12:49 p.m. ET, May 12, 2021

It's official. Investors are afraid. Very afraid.

From CNN Business' Paul R. La Monica

Source: CNN
Source: CNN

Stocks are once again, to quote Mick Jagger, like tumbling dice. A bigger-than-forecast jump in consumer prices is clearly making investors antsy. The CNN Business Fear & Greed Index fell into "fear" territory Wednesday for the first time since March.

Three of the seven gauges of market sentiment that the index tracks were registering levels of "Extreme Fear" — including indicators of demand for safe haven bonds and bearish put options, as well as the VIX (VIX), which measures market volatility and surged 20% Wednesday.

The index was showing signs of Extreme Greed as recently as December, as hopes about more stimulus from the incoming Biden administration and plans to distribute more Covid-19 vaccines lifted Wall Street's spirits.

But there are now concerns that the market and economy may have gotten a little too hot too quickly. Investors are worried about inflation following the CPI report. It's not helping that wages are growing rapidly, further fueling inflation fears.

There are also numerous stories about consumers facing big price spikes due to numerous supply shortages for goods ranging from ketchup and chicken to chlorine and gasoline.

Add that up and you have a classic market panic. Even though earnings for the first quarter were strong and companies are bullish about the rest of the year, there are concerns that inflation pressures will force the Federal Reserve to raise interest rates, which have been hovering near zero since March 2020, sooner rather than later.

12:38 p.m. ET, May 12, 2021

Dow tumbles more than 400 points

From CNN Business' Anneken Tappe

Stocks are deep in the red at midday, with the Dow tumbling more than 400 points by lunchtime.

The other indexes aren't looking so hot either — especially the tech-heavy Nasdaq Composite, which has been extra sensitive to Wall Street's inflation fears over the past months.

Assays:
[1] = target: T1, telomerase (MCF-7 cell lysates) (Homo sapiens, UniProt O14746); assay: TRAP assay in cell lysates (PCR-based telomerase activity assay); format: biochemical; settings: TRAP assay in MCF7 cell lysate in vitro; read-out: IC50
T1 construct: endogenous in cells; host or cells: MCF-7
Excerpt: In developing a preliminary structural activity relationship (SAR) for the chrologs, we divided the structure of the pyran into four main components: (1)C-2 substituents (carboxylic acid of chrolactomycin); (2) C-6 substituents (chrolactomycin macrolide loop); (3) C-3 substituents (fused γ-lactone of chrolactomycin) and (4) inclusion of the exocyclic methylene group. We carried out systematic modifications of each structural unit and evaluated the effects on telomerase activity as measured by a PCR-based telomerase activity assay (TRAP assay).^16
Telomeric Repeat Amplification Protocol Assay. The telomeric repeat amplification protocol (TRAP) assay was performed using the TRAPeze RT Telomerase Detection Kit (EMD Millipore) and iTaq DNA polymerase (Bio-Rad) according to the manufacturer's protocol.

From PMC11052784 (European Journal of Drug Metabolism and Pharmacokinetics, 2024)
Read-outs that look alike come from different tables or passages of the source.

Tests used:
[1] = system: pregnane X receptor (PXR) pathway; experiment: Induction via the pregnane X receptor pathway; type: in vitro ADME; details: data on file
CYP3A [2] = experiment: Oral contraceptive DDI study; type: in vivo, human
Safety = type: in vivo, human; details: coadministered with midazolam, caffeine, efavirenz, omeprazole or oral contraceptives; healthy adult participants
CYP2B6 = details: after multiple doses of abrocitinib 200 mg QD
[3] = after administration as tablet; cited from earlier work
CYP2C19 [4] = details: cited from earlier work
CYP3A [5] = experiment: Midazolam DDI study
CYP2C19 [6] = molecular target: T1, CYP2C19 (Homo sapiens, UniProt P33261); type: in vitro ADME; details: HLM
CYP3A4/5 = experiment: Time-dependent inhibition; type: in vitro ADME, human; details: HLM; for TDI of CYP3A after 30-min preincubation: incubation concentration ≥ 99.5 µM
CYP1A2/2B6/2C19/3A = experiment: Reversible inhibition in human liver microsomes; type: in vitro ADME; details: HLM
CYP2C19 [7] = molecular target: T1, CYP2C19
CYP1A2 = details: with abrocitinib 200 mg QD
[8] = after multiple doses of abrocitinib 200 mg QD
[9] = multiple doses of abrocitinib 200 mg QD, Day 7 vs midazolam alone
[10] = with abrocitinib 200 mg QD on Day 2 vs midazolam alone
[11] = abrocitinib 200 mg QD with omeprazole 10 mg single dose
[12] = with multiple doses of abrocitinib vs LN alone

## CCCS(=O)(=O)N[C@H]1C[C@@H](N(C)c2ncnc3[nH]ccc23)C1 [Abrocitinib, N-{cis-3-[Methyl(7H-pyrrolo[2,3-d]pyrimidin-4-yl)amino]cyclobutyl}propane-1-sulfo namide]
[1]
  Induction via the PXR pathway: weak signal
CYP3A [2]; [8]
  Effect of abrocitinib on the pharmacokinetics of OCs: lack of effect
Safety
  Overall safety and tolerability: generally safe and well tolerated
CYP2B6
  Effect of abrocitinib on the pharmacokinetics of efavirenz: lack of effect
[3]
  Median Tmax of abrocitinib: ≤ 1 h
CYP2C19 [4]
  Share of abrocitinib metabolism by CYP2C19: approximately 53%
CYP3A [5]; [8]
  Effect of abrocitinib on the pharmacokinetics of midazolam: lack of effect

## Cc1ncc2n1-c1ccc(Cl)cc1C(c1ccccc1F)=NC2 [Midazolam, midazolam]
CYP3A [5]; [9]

This morning's consumer price inflation report showed prices rose more than expected in April, refreshing investor worries over a potential end to the Federal Reserve's loose money policy sooner than hoped.

The Dow fell 437 points, or 1.3%, around midday.

The S&P 500 was down 1.6% and the Nasdaq Composite declined 2.2%.

9:32 a.m. ET, May 12, 2021

Stocks tumble further

From CNN Business' Anneken Tappe

US stocks added onto their losses from the start of the week and opened in the red Wednesday.

The Dow opened 0.4%, or 144 points, lower. The broader S&P 500 fell 0.7%, while the Nasdaq Composite opened down 1.3%.

Economic data ahead of the opening bell showed that US consumer price inflation was higher than economists had predicted in April. Prices are rising all over the place as the economy is reopening and Americans are going out to spend again. Moreover, supply chain issues, raw material price jumps and shortages are driving inflation up further.

11:20 a.m. ET, May 12, 2021

Just about everything is getting more expensive in the United States

From CNN Business' Anneken Tappe

Used cars sit on the sales lot at Autometrics Quality Used Cars on March 15 in El Cerrito, California.
Used cars sit on the sales lot at Autometrics Quality Used Cars on March 15 in El Cerrito, California. Justin Sullivan/Getty Images

Just about everything is getting more expensive in the United States as the stimulus-fueled economy rebounds, sending Americans back to shops and restaurants. But the pandemic is far from over, and supply-chain woes mean supply isn't meeting demand -- sending prices even higher.

US consumer prices in April increased 4.2% from a year earlier, more than the 3.6% economists had predicted, the Bureau of Labor Statistics reported Wednesday. It was the biggest 12-month increase since September 2008.

Prices rose 0.8% on a seasonally adjusted basis between March and April -- also more than analysts had expected.

Price increases, supply chain problems and shortages have become hot-button issues for the global economy as it recovers from the pandemic shock of 2020. Higher inflation was expected as the economy began to reopen. The Federal Reserve, whose mandate it is to keep prices stable, continuously said that moderately higher prices this summer will be temporary.

Read more about inflation here.